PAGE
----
Given the disparate and occasionally overly rigid use of the term ‘self-awareness’ in the literature and the lack of previous treatment of the idea of self-expression in the computing and engineering literature, we developed a more general working definition for self-aware and self-expressive computing systems inspired by biology. Based upon that working definition and with the aim of guiding the design of self-aware and self-expressive systems, we developed a reference architectural framewok which structures their requirements.3 Then we implemented a modelling and simulation environment which enables the development of virtual simulators to systematically model, simulate and study the behaviour and performance of particular self-aware and self-expressive systems.4 This environment is is new and there is no such environment in previous work. We intend for it to fill the gap between research at the conceptional level and implemention of the first proof-of-concept demonstrations.

A self-aware and self-expressive system in our work is defined as a collection of nodes with both self-aware and self-expressive capabilities. The reference architectural framework of such a node is shown in Figure 1 and defines the node's high-level structure, its required conceptual components and the information flow among them. Such a node does not need to be a specific physical system, but instead provides a conceptual container for the system being considered: the element in that context which is being referred to as self. A node could therefore be, for example, an autonomous agent, a running thread, a physical machine or a collective of these. Importantly, the node represents a level of abstraction at which knowledge acquisition, representation and behavioural processes occur.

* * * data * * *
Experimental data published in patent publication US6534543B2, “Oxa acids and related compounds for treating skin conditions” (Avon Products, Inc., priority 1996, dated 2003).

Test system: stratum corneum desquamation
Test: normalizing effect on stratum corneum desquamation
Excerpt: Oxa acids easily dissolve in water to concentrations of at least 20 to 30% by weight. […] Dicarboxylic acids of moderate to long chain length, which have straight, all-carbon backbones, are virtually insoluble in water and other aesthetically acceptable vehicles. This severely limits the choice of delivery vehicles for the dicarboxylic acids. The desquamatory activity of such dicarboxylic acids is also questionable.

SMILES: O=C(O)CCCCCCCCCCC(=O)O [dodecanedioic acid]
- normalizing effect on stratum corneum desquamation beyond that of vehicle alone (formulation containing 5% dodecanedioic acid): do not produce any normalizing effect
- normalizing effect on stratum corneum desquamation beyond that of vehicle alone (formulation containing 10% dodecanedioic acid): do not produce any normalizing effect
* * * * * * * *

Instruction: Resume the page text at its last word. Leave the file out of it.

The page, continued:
Reference architecture for a single self-aware and self-expressive node.